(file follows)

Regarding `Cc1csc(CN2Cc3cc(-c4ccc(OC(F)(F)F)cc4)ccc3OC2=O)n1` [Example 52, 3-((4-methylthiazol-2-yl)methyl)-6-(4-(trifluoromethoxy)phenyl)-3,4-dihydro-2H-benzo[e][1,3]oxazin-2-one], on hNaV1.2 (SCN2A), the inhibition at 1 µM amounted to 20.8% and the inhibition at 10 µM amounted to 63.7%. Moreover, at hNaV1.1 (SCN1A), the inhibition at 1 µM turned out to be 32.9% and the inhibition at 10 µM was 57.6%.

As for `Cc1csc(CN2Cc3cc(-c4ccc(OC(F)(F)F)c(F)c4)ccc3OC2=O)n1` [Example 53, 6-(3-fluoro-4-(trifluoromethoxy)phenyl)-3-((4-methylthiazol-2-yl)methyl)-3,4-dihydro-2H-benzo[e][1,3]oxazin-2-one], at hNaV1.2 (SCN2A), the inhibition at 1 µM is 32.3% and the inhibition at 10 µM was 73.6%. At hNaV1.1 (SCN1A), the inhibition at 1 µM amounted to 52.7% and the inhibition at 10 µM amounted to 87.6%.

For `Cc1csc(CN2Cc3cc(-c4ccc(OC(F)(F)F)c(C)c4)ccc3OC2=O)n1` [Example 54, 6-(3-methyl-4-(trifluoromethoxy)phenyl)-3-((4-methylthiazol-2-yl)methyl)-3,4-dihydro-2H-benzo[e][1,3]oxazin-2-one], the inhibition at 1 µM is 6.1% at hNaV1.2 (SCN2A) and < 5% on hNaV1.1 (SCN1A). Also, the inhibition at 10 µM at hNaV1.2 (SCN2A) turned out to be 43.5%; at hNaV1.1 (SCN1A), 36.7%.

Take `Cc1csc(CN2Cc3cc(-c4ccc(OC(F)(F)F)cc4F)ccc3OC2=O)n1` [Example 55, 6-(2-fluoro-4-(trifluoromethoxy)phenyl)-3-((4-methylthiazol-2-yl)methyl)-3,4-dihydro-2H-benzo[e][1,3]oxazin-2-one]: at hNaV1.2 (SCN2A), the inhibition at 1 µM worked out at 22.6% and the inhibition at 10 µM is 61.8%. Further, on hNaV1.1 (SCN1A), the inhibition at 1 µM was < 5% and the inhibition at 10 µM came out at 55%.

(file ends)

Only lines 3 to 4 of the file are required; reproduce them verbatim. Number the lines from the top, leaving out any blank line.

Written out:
For `Cc1csc(CN2Cc3cc(-c4ccc(OC(F)(F)F)c(C)c4)ccc3OC2=O)n1` [Example 54, 6-(3-methyl-4-(trifluoromethoxy)phenyl)-3-((4-methylthiazol-2-yl)methyl)-3,4-dihydro-2H-benzo[e][1,3]oxazin-2-one], the inhibition at 1 µM is 6.1% at hNaV1.2 (SCN2A) and < 5% on hNaV1.1 (SCN1A). Also, the inhibition at 10 µM at hNaV1.2 (SCN2A) turned out to be 43.5%; at hNaV1.1 (SCN1A), 36.7%.

Take `Cc1csc(CN2Cc3cc(-c4ccc(OC(F)(F)F)cc4F)ccc3OC2=O)n1` [Example 55, 6-(2-fluoro-4-(trifluoromethoxy)phenyl)-3-((4-methylthiazol-2-yl)methyl)-3,4-dihydro-2H-benzo[e][1,3]oxazin-2-one]: at hNaV1.2 (SCN2A), the inhibition at 1 µM worked out at 22.6% and the inhibition at 10 µM is 61.8%. Further, on hNaV1.1 (SCN1A), the inhibition at 1 µM was < 5% and the inhibition at 10 µM came out at 55%.